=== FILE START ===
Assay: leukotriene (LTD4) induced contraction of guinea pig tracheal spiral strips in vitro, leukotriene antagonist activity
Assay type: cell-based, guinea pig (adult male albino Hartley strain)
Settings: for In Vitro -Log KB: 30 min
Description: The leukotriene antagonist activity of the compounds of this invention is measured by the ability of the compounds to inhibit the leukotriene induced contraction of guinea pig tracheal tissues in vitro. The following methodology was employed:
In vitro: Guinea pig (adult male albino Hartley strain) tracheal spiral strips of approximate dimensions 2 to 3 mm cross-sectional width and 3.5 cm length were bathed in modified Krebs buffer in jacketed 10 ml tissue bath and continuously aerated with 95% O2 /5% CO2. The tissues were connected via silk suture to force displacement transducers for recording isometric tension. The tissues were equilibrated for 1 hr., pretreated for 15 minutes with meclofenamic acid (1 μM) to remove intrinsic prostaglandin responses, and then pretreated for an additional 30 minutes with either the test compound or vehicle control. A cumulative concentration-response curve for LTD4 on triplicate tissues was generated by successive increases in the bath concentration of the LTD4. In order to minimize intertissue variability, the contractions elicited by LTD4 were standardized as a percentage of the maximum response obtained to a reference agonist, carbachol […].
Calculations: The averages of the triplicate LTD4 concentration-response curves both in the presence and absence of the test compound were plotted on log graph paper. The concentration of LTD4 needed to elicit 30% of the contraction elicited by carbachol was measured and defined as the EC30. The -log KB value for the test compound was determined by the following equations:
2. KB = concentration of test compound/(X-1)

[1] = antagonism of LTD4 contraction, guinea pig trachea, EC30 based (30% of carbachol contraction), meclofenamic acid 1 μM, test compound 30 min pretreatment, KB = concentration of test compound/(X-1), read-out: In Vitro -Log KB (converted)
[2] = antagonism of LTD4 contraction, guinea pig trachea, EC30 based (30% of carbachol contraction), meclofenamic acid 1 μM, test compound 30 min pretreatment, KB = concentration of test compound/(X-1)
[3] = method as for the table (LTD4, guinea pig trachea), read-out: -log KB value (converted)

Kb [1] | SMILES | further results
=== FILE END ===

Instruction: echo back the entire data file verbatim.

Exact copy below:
Assay: leukotriene (LTD4) induced contraction of guinea pig tracheal spiral strips in vitro, leukotriene antagonist activity
Assay type: cell-based, guinea pig (adult male albino Hartley strain)
Settings: for In Vitro -Log KB: 30 min
Description: The leukotriene antagonist activity of the compounds of this invention is measured by the ability of the compounds to inhibit the leukotriene induced contraction of guinea pig tracheal tissues in vitro. The following methodology was employed:
In vitro: Guinea pig (adult male albino Hartley strain) tracheal spiral strips of approximate dimensions 2 to 3 mm cross-sectional width and 3.5 cm length were bathed in modified Krebs buffer in jacketed 10 ml tissue bath and continuously aerated with 95% O2 /5% CO2. The tissues were connected via silk suture to force displacement transducers for recording isometric tension. The tissues were equilibrated for 1 hr., pretreated for 15 minutes with meclofenamic acid (1 μM) to remove intrinsic prostaglandin responses, and then pretreated for an additional 30 minutes with either the test compound or vehicle control. A cumulative concentration-response curve for LTD4 on triplicate tissues was generated by successive increases in the bath concentration of the LTD4. In order to minimize intertissue variability, the contractions elicited by LTD4 were standardized as a percentage of the maximum response obtained to a reference agonist, carbachol […].
Calculations: The averages of the triplicate LTD4 concentration-response curves both in the presence and absence of the test compound were plotted on log graph paper. The concentration of LTD4 needed to elicit 30% of the contraction elicited by carbachol was measured and defined as the EC30. The -log KB value for the test compound was determined by the following equations:
2. KB = concentration of test compound/(X-1)

[1] = antagonism of LTD4 contraction, guinea pig trachea, EC30 based (30% of carbachol contraction), meclofenamic acid 1 μM, test compound 30 min pretreatment, KB = concentration of test compound/(X-1), read-out: In Vitro -Log KB (converted)
[2] = antagonism of LTD4 contraction, guinea pig trachea, EC30 based (30% of carbachol contraction), meclofenamic acid 1 μM, test compound 30 min pretreatment, KB = concentration of test compound/(X-1)
[3] = method as for the table (LTD4, guinea pig trachea), read-out: -log KB value (converted)

Kb [1] | SMILES | further results